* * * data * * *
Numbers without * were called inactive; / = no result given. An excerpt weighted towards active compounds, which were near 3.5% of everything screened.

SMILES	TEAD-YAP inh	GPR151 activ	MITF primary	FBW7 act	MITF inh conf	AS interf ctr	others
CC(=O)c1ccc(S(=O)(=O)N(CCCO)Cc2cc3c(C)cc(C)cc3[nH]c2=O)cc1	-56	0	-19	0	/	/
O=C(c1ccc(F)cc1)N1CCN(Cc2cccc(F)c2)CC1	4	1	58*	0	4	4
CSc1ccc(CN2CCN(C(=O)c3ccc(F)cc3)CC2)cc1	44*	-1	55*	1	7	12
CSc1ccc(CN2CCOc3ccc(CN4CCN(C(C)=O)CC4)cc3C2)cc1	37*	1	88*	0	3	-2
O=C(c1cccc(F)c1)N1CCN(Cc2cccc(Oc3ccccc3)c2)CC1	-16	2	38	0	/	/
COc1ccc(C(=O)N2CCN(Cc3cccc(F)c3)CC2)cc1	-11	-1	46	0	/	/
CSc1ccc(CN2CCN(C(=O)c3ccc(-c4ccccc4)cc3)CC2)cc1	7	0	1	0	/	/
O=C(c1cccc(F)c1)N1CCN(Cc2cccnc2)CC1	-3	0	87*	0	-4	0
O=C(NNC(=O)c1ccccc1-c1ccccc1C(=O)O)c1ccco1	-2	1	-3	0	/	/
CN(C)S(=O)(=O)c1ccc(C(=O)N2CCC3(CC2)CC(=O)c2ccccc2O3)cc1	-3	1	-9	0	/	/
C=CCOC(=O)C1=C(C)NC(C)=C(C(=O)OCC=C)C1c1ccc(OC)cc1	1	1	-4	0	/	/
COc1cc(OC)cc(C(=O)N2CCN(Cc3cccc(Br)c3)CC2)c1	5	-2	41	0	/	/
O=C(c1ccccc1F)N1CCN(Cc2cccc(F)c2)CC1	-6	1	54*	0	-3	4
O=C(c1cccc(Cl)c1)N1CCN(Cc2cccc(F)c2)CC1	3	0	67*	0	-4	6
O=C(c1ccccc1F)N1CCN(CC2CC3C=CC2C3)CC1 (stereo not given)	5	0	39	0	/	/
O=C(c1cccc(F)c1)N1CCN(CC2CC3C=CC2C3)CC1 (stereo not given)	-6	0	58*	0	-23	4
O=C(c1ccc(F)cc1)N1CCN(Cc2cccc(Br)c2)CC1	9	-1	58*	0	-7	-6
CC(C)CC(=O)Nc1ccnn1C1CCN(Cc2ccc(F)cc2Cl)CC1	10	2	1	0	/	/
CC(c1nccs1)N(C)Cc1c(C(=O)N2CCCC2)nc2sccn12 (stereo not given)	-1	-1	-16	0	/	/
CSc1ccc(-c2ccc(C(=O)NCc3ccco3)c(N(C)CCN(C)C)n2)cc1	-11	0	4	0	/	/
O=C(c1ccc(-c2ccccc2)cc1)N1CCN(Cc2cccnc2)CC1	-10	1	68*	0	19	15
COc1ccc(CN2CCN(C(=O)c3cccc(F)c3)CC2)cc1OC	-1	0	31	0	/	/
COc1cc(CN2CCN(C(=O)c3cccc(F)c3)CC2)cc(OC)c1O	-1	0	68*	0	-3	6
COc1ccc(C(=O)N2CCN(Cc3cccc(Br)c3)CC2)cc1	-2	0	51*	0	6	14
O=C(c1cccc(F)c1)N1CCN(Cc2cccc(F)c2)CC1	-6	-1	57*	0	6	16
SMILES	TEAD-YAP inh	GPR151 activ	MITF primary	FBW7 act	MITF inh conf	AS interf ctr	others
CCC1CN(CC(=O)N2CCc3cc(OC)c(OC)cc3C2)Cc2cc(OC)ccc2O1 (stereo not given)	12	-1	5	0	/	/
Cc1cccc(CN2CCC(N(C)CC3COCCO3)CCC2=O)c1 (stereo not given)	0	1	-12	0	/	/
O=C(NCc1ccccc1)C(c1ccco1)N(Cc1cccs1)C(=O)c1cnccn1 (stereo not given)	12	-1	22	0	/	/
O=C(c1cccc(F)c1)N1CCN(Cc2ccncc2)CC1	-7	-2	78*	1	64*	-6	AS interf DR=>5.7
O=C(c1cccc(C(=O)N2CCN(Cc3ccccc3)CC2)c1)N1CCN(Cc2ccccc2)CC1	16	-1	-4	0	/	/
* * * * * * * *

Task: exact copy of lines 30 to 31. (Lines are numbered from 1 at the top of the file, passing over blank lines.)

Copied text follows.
Cc1cccc(CN2CCC(N(C)CC3COCCO3)CCC2=O)c1 (stereo not given)	0	1	-12	0	/	/
O=C(NCc1ccccc1)C(c1ccco1)N(Cc1cccs1)C(=O)c1cnccn1 (stereo not given)	12	-1	22	0	/	/